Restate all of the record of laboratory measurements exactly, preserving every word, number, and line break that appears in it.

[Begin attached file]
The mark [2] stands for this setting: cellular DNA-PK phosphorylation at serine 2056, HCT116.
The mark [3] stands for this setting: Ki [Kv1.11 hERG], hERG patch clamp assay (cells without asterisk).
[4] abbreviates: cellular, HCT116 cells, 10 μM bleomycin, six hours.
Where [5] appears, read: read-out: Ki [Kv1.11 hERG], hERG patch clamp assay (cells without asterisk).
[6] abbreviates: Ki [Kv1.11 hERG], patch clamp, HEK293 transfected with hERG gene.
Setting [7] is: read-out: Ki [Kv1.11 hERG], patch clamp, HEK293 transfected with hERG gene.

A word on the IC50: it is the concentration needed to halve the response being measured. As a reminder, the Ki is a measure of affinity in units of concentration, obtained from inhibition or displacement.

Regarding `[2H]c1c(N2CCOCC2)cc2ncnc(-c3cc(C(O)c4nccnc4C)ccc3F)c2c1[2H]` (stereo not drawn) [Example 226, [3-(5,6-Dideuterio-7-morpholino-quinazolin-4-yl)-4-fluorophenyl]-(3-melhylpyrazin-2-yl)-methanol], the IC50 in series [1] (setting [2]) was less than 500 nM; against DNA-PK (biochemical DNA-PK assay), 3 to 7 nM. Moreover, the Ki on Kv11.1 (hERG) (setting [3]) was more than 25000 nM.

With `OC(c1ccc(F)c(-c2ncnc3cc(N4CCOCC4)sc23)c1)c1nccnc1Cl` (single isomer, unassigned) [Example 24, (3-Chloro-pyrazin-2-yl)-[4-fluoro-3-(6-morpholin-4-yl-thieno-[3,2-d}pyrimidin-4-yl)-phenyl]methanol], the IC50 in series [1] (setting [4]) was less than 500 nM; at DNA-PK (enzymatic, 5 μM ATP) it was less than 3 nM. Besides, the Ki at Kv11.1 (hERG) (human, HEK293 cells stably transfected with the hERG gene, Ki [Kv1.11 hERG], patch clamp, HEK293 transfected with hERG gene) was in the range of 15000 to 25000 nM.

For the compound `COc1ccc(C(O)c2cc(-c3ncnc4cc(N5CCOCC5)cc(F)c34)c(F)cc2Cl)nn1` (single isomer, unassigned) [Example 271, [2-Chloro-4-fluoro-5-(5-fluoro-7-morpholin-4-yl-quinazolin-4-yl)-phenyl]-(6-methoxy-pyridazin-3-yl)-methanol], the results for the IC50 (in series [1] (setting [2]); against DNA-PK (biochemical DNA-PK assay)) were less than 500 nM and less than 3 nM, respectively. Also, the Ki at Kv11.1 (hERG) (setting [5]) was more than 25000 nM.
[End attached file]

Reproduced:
The mark [2] stands for this setting: cellular DNA-PK phosphorylation at serine 2056, HCT116.
The mark [3] stands for this setting: Ki [Kv1.11 hERG], hERG patch clamp assay (cells without asterisk).
[4] abbreviates: cellular, HCT116 cells, 10 μM bleomycin, six hours.
Where [5] appears, read: read-out: Ki [Kv1.11 hERG], hERG patch clamp assay (cells without asterisk).
[6] abbreviates: Ki [Kv1.11 hERG], patch clamp, HEK293 transfected with hERG gene.
Setting [7] is: read-out: Ki [Kv1.11 hERG], patch clamp, HEK293 transfected with hERG gene.

A word on the IC50: it is the concentration needed to halve the response being measured. As a reminder, the Ki is a measure of affinity in units of concentration, obtained from inhibition or displacement.

Regarding `[2H]c1c(N2CCOCC2)cc2ncnc(-c3cc(C(O)c4nccnc4C)ccc3F)c2c1[2H]` (stereo not drawn) [Example 226, [3-(5,6-Dideuterio-7-morpholino-quinazolin-4-yl)-4-fluorophenyl]-(3-melhylpyrazin-2-yl)-methanol], the IC50 in series [1] (setting [2]) was less than 500 nM; against DNA-PK (biochemical DNA-PK assay), 3 to 7 nM. Moreover, the Ki on Kv11.1 (hERG) (setting [3]) was more than 25000 nM.

With `OC(c1ccc(F)c(-c2ncnc3cc(N4CCOCC4)sc23)c1)c1nccnc1Cl` (single isomer, unassigned) [Example 24, (3-Chloro-pyrazin-2-yl)-[4-fluoro-3-(6-morpholin-4-yl-thieno-[3,2-d}pyrimidin-4-yl)-phenyl]methanol], the IC50 in series [1] (setting [4]) was less than 500 nM; at DNA-PK (enzymatic, 5 μM ATP) it was less than 3 nM. Besides, the Ki at Kv11.1 (hERG) (human, HEK293 cells stably transfected with the hERG gene, Ki [Kv1.11 hERG], patch clamp, HEK293 transfected with hERG gene) was in the range of 15000 to 25000 nM.

For the compound `COc1ccc(C(O)c2cc(-c3ncnc4cc(N5CCOCC5)cc(F)c34)c(F)cc2Cl)nn1` (single isomer, unassigned) [Example 271, [2-Chloro-4-fluoro-5-(5-fluoro-7-morpholin-4-yl-quinazolin-4-yl)-phenyl]-(6-methoxy-pyridazin-3-yl)-methanol], the results for the IC50 (in series [1] (setting [2]); against DNA-PK (biochemical DNA-PK assay)) were less than 500 nM and less than 3 nM, respectively. Also, the Ki at Kv11.1 (hERG) (setting [5]) was more than 25000 nM.